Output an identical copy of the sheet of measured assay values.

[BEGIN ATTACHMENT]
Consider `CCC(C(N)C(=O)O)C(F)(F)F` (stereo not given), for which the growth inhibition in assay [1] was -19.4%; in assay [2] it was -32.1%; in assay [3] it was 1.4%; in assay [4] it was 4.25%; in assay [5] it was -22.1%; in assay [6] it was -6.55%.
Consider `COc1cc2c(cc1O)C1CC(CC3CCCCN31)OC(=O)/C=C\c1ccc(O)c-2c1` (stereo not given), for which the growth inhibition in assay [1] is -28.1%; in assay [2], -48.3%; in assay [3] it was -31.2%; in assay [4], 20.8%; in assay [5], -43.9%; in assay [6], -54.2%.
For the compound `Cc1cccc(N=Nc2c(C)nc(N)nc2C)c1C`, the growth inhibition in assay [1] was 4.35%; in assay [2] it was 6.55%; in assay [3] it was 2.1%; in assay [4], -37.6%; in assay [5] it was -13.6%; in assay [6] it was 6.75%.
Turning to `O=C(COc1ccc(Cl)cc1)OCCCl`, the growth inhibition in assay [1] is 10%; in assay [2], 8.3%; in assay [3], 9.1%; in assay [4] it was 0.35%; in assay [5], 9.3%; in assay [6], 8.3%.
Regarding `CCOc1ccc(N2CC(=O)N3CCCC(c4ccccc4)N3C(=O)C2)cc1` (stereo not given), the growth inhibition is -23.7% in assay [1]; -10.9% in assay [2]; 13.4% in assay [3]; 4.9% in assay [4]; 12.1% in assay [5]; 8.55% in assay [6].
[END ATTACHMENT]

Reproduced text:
Consider `CCC(C(N)C(=O)O)C(F)(F)F` (stereo not given), for which the growth inhibition in assay [1] was -19.4%; in assay [2] it was -32.1%; in assay [3] it was 1.4%; in assay [4] it was 4.25%; in assay [5] it was -22.1%; in assay [6] it was -6.55%.
Consider `COc1cc2c(cc1O)C1CC(CC3CCCCN31)OC(=O)/C=C\c1ccc(O)c-2c1` (stereo not given), for which the growth inhibition in assay [1] is -28.1%; in assay [2], -48.3%; in assay [3] it was -31.2%; in assay [4], 20.8%; in assay [5], -43.9%; in assay [6], -54.2%.
For the compound `Cc1cccc(N=Nc2c(C)nc(N)nc2C)c1C`, the growth inhibition in assay [1] was 4.35%; in assay [2] it was 6.55%; in assay [3] it was 2.1%; in assay [4], -37.6%; in assay [5] it was -13.6%; in assay [6] it was 6.75%.
Turning to `O=C(COc1ccc(Cl)cc1)OCCCl`, the growth inhibition in assay [1] is 10%; in assay [2], 8.3%; in assay [3], 9.1%; in assay [4] it was 0.35%; in assay [5], 9.3%; in assay [6], 8.3%.
Regarding `CCOc1ccc(N2CC(=O)N3CCCC(c4ccccc4)N3C(=O)C2)cc1` (stereo not given), the growth inhibition is -23.7% in assay [1]; -10.9% in assay [2]; 13.4% in assay [3]; 4.9% in assay [4]; 12.1% in assay [5]; 8.55% in assay [6].